Rebekah said:I think white clover would be your best bet if it grows in your zone. It has deep roots stays green and it stays short. It is often used on hillsides as a stabilizer.


I will look into this. I wonder about drier periods in summer, though. I have white clover mixed in my lawn area and it seems to get pretty sparse in the periods of little rain. On the bank of the hill under the trees, it gets pretty dry.
Northeast Tennessee (Zone 6b)
Valerie1234
Apr 28, 2019 8:44 AM CST
UndyingLight said:If you are more or less concerned about just ground cover, and not the blooms themselves, then by all means go for it! Irises multiply so fast that if you put clumps of them side by side down the slope on your road, in a few short years, that entire hillside will be covered in green, and possibly blooms too.


Thank you for your input.
That's pretty much what I was thinking. I'm in NE TN, so not too far from your area and viewpoint.
Name: Evelyn
Northern CA (Zone 8a)
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evelyninthegarden
Apr 28, 2019 10:57 AM CST
Valerie1234 said: I'm in NE TN, so not too far from your area and viewpoint.


Hilarious! Whistling
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Name: Marilyn, aka "Poly"
South San Francisco Bay Area (Zone 9b)
"The mountains are calling..."
Region: California Garden Photography Garden Procrastinator Daylilies Pollen collector Dog Lover
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Polymerous
Apr 28, 2019 11:27 AM CST
Dry shade? Hmmm.

Per this article, you might want to check out Japanese pachysandra and also Tiarella. (Forget daylilies! Forget hostas! Hostas will go dormant so you will have dead foliage and a bare spot for several months out of the year, and deer and rabbits love them.) https://www.thespruce.com/plan...
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Name: Lee-Roy
Bilzen, Belgium (Zone 8a)
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Arico
Apr 28, 2019 12:54 PM CST
I advice you to stop 'gardening' on that slope altogether and just let nature take over; you already seem to have a glade of trees establishing and a meadow looks great in summer. Over time shadow tolerant plants will establish providing diverse habitat.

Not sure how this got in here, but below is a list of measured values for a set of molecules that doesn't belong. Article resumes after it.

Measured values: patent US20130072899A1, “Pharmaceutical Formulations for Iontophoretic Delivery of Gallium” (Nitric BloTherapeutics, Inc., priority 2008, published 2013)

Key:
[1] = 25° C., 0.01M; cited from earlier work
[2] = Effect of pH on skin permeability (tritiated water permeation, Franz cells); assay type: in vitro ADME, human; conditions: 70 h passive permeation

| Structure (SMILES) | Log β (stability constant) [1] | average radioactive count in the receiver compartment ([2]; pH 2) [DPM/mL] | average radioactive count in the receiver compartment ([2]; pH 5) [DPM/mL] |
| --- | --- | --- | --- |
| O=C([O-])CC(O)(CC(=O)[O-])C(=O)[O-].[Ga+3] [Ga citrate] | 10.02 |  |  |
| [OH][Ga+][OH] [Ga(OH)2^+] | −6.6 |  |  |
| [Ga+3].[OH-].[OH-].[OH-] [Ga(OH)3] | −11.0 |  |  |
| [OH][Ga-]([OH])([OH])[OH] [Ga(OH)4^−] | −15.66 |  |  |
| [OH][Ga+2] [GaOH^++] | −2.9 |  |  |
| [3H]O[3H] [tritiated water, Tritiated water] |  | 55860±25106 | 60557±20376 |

Name: Evelyn
Northern CA (Zone 8a)
Hybridizer Region: United States of America Region: California Annuals Bulbs Butterflies
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evelyninthegarden
Apr 28, 2019 1:50 PM CST
Lee-Roy ~ Welcome! to the Iris Forum! Hurray! Welcome!
"June is busting out all over!"πŸŽΌπŸŽΆπŸŽ΅πŸ¦‹πŸŒΉπŸŒΈπŸŒΎ
Name: Marilyn, aka "Poly"
South San Francisco Bay Area (Zone 9b)
"The mountains are calling..."
Region: California Garden Photography Garden Procrastinator Daylilies Pollen collector Dog Lover
Moon Gardener Irises Heucheras Vegetable Grower Garden Ideas: Level 1 Celebrating Gardening: 2015
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Polymerous
Apr 28, 2019 2:03 PM CST
Arico said:I advice you to stop 'gardening' on that slope altogether and just let nature take over; you already seem to have a glade of trees establishing and a meadow looks great in summer. Over time shadow tolerant plants will establish providing diverse habitat.


Welcome to the forum, Lee-Roy!

This is why I suggested vinca groundcover. It grows well here. In my garden, it has taken over two of our mostly shady steep creek banks (keeping the weeds out), gives us blue flowers in the spring, and needs little care (just a bit of pruning or yanking to keep it in bounds up at the top of the creek bank, maybe once a year). No mowing, no fertilizing, somewhat drought tolerant (we do irrigate here because our summers are dry). Easy peasy! Thumbs up
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Name: Valerie
Ontario, Canada (Zone 4a)
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touchofsky
Apr 29, 2019 6:56 AM CST
I have sweet woodruff taking over a dry slope under a big pine tree, but it is spreading out into the sun beyond the pine. It grows like crazy, but it is airy enough that other plants grow up through it. Right now bloodroot is growing up through it and getting ready to bloom. When the bloodroot fades, the sweet woodruff covers any dying foliage.
Perhaps you could do a mixture of clumps of iris and various ground covers. It could be very pretty!
Sweet Woodruff (Galium odoratum)
Northeast Tennessee (Zone 6b)